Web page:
Exhuming Former Leaders: The New Summer Pastime?

Simón Bolívar

Don’t go calling it a trend, but there were two politically-charged exhumations in the past week — both of national importance for their respective countries, and both to investigate suspicious deaths.

First, in Venezuela, Hugo Chavez had the remains of Simon Bolivar exhumed to investigate whether the independence hero was assassinated, possibly by poisoning (most historians think he died of tuberculosis). Chavez tweeted: “It’s not a skeleton. It’s the Great Bolivar, who has returned.”

Meanwhile, in Romania, the bodies of notorious former dictator Nicolae Ceausescu and his wife Elena were exhumed for DNA testing. The couple are said to have been executed by a firing squad in 1989 and buried in the Ghencea cemetery in Bucharest, but rumors have since swirled that they were secretly buried elsewhere, or somehow escaped death. According to a Telegraph article on the exhumation:

Their bloodied bodies were shown on TV after the firing squad had done its work but the actual execution took place so quickly that the cameraman failed to film the moment they were actually shot. The fact that the country’s new rulers opted to bury the Ceausescus secretly at night and under false names also fuelled doubts.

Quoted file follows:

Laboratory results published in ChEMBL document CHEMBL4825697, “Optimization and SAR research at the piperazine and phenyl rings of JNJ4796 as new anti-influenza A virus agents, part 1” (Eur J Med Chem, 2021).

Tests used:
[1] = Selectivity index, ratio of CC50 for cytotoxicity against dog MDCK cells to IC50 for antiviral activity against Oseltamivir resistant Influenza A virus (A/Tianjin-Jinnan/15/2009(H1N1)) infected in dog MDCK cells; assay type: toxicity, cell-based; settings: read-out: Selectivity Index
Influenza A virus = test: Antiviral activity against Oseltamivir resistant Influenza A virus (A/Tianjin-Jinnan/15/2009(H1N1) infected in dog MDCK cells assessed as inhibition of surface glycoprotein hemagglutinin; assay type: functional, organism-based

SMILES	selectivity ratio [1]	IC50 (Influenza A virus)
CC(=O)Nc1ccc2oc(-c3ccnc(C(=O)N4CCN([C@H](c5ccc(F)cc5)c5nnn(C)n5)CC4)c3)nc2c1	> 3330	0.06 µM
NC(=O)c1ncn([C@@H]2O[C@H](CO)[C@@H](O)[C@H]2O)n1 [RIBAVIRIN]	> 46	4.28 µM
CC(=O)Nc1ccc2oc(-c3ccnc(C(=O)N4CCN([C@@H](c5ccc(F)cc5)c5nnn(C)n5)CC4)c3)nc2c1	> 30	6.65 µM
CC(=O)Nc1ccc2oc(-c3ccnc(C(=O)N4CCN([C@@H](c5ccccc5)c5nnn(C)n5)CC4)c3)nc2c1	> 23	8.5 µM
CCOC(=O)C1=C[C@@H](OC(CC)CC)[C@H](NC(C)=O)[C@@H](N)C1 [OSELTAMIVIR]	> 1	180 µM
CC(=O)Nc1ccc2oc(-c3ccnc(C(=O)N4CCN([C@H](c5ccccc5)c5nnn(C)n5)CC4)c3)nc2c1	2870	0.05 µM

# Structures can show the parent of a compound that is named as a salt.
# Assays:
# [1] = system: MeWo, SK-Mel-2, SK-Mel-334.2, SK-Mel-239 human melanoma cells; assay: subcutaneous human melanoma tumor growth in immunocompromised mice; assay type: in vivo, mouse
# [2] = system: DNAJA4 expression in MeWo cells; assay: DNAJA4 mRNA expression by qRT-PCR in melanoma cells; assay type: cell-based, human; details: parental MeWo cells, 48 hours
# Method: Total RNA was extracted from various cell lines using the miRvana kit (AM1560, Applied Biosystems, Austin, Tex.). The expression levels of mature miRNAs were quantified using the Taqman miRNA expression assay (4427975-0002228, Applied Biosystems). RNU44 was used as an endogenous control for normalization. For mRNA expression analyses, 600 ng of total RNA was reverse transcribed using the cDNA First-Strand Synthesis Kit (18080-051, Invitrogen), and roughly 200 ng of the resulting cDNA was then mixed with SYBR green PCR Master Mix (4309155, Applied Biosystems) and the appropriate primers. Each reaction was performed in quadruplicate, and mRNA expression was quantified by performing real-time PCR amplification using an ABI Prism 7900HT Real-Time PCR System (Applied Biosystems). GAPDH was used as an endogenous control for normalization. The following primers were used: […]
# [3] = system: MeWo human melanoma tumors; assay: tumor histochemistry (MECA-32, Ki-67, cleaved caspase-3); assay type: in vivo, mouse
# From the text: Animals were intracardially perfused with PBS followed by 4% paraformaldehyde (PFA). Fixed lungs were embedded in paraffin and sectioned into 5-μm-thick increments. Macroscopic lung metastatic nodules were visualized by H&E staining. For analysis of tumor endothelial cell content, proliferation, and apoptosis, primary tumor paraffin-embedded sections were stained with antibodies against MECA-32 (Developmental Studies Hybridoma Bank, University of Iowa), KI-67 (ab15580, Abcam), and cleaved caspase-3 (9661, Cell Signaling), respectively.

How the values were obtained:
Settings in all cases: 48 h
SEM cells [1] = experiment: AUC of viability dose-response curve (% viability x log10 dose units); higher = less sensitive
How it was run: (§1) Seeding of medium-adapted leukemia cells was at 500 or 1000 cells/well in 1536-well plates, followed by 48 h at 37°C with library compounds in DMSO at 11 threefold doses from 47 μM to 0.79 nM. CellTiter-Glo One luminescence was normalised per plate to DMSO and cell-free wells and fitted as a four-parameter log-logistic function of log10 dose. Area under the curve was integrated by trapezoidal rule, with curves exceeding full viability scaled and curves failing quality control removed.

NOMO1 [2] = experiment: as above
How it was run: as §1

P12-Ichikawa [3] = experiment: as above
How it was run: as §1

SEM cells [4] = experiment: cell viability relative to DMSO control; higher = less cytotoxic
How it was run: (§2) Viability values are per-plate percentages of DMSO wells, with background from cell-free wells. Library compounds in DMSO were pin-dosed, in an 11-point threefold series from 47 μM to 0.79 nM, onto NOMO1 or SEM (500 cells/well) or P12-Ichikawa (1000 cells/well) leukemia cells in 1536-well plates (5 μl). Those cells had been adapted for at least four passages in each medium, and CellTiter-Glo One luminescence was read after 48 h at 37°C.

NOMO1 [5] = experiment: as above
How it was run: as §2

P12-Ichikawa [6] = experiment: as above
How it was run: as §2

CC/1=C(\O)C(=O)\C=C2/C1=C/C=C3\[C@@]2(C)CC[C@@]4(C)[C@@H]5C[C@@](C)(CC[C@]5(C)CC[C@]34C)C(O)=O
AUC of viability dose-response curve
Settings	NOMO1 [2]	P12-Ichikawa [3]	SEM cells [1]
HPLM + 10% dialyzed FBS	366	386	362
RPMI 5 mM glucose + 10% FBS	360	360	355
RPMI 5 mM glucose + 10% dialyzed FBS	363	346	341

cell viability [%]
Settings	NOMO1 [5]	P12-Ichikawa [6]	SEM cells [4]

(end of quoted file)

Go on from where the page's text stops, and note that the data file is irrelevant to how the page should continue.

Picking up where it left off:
If the remains are confirmed to be genuine, the family wants to organise a proper funeral service, more than twenty years after the event, and to erect an imposing mausoleum for the infamous couple.

The Ceausescu story reminds me of the saga of Jesse James, exhumed in 1995 because of feuding claims by his descendants, and rumors that his death could have been faked. DNA analysis proved that the remains did in fact belong to James, which is frankly kind of disappointing. Lee Harvey Oswald was also exhumed just to make sure it was him and not a Soviet spy, and the results satisfied all but the most die-hard conspiracy theorists. Oh well, there’s always Elvis!

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